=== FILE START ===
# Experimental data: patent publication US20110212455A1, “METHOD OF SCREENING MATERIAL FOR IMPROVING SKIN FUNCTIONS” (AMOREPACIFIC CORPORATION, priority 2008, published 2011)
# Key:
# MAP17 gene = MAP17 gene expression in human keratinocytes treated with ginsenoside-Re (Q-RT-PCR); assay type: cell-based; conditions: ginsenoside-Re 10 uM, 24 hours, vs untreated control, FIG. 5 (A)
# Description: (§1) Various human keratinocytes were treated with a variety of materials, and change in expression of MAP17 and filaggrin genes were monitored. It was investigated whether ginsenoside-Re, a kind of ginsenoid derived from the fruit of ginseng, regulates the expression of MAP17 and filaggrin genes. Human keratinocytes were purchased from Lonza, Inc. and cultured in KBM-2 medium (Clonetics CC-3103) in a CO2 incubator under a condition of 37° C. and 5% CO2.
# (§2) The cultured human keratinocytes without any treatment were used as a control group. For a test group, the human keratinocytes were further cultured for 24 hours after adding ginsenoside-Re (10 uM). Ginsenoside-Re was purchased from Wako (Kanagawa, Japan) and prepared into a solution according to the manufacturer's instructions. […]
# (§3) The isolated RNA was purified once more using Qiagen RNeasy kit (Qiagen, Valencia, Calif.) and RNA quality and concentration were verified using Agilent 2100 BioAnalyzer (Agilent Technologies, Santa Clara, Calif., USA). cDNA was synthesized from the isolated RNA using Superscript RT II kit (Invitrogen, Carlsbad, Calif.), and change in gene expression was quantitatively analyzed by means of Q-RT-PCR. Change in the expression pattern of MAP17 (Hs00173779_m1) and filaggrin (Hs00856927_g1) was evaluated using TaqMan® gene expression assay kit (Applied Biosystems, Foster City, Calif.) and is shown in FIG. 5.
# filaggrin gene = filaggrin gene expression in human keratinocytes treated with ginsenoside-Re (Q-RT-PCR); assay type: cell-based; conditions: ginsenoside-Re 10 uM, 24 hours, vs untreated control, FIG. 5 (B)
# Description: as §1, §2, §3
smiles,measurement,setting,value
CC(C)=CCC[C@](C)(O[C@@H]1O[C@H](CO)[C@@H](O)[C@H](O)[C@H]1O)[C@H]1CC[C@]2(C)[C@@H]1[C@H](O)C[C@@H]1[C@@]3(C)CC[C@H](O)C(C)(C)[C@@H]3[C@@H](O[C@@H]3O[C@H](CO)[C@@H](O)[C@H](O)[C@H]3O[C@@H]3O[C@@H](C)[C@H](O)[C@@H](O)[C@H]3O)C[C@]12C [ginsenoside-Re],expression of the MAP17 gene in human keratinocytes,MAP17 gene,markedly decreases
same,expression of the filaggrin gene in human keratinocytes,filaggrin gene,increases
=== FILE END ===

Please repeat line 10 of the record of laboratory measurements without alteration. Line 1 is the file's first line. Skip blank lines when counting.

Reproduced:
CC(C)=CCC[C@](C)(O[C@@H]1O[C@H](CO)[C@@H](O)[C@H](O)[C@H]1O)[C@H]1CC[C@]2(C)[C@@H]1[C@H](O)C[C@@H]1[C@@]3(C)CC[C@H](O)C(C)(C)[C@@H]3[C@@H](O[C@@H]3O[C@H](CO)[C@@H](O)[C@H](O)[C@H]3O[C@@H]3O[C@@H](C)[C@H](O)[C@@H](O)[C@H]3O)C[C@]12C [ginsenoside-Re],expression of the MAP17 gene in human keratinocytes,MAP17 gene,markedly decreases